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education

Tips for Structuring Schedules with Transition Activities

By | NESCA Notes 2020

By: Becki Lauzon, M.A., CRC
Transition Specialist and Consultant

There are lots of helpful resources, including articles, blogs, charts, etc. being shared about how to structure your time while you are at home and continue to work on maintaining transition skills. While much of the information is helpful and informative, it can also become overwhelming. Many people have asked how to organize all of the information and make it manageable for both themselves and the transition-aged individual they are supporting.

Below are some samples of schedules and lists that may be helpful establishing routine into this uncertain time.

 

 

About the Author

Becki Lauzon, M.A., CRC, works with teens, young adults and their families out of the Newton, MA and Plainville, MA offices. Lauzon has unparalleled experience as a Transition Specialist, Transition Consultant and Vocational Program Coordinator. Lauzon will be providing transition assessment (including testing, functional evaluations and observations) consultation, case management, training and professional development for schools; and transition planning, consultation and coaching for transition-aged students and their parents.

 

To schedule an appointment with one of NESCA’s expert transition specialists or neuropsychologists, please complete our online intake form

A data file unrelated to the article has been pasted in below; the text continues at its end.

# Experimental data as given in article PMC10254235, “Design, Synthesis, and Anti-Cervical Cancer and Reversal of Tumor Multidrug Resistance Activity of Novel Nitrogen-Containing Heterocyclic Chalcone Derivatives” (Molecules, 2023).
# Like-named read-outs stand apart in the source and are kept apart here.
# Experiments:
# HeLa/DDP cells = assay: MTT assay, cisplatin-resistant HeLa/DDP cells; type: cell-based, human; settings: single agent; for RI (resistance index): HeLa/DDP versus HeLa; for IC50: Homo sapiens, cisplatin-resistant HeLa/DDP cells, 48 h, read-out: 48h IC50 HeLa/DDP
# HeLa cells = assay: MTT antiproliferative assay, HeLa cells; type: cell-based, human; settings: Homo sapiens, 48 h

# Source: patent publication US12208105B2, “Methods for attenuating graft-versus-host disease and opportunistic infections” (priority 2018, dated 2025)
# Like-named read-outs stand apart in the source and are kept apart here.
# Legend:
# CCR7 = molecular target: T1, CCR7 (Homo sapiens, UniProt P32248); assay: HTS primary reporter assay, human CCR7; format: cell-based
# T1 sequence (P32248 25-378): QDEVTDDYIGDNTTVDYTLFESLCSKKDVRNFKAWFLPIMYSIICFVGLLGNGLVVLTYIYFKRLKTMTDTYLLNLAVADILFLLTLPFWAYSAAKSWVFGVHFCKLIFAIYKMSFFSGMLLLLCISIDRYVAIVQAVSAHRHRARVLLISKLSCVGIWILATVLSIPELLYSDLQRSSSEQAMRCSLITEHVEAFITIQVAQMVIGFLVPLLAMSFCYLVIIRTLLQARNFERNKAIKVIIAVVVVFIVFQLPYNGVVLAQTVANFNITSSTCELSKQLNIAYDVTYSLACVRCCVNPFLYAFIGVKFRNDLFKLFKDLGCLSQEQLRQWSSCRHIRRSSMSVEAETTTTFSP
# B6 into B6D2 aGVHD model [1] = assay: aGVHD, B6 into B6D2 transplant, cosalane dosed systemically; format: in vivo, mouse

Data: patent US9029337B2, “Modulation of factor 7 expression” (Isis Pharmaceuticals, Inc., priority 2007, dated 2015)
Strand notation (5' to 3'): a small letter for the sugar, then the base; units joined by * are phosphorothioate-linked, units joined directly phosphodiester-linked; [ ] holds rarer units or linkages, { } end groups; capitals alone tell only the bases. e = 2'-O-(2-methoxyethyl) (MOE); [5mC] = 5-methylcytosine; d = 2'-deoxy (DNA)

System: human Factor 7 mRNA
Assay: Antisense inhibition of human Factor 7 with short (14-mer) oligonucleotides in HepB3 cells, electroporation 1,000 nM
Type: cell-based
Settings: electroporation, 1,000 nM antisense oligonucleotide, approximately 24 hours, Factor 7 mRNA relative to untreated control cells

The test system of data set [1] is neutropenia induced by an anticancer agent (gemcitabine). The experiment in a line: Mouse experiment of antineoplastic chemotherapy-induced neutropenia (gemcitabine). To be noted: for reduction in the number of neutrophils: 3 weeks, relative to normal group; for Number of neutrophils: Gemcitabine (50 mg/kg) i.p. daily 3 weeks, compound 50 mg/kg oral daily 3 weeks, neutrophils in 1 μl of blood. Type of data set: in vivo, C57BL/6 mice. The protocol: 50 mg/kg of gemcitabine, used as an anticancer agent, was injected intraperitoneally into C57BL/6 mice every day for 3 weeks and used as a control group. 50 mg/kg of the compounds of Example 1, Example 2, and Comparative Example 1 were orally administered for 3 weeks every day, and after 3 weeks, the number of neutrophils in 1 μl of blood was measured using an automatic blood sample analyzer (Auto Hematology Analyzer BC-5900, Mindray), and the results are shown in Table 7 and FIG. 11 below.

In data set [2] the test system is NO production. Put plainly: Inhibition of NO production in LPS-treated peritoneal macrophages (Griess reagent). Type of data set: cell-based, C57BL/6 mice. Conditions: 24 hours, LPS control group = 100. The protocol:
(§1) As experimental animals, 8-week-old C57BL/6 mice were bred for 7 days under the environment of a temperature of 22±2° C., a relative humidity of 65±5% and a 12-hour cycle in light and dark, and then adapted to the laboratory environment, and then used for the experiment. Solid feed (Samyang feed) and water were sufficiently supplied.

Neuropsychology & Education Services for Children & Adolescents (NESCA) is a pediatric neuropsychology practice and integrative treatment center with offices in Newton and Plainville, Massachusetts, and Londonderry, New Hampshire, serving clients from preschool through young adulthood and their families. For more information, please email info@nesca-newton.com or call 617-658-9800.

 

But First, Settle into the New Normal

By | NESCA Notes 2020

By Dot Lucci, M.Ed., CAGS

Director of Consultation and Psychoeducational Services, NESCA

Let’s face it, parents have a big job to do when life is “normal,” never mind when we are living in this new normal. Parents are being bombarded with information from every corner of your life—even all of us at NESCA are blogging every day to help parents with information. Packets of educational information are being sent home, online learning classes are being arranged, etc. Talk about information overload. Are you feeling overwhelmed or saturated yet? Do you need a break from it all, even though we are only in week two of this pandemic in the United States?  Some parents are worried about their child’s education and, perhaps, their special education services. I get it. Many federal and state agencies as well as local school districts are trying to figure this out as we speak. This is a time to exercise patience with yourself, your leaders and your family members as we figure this new normal out.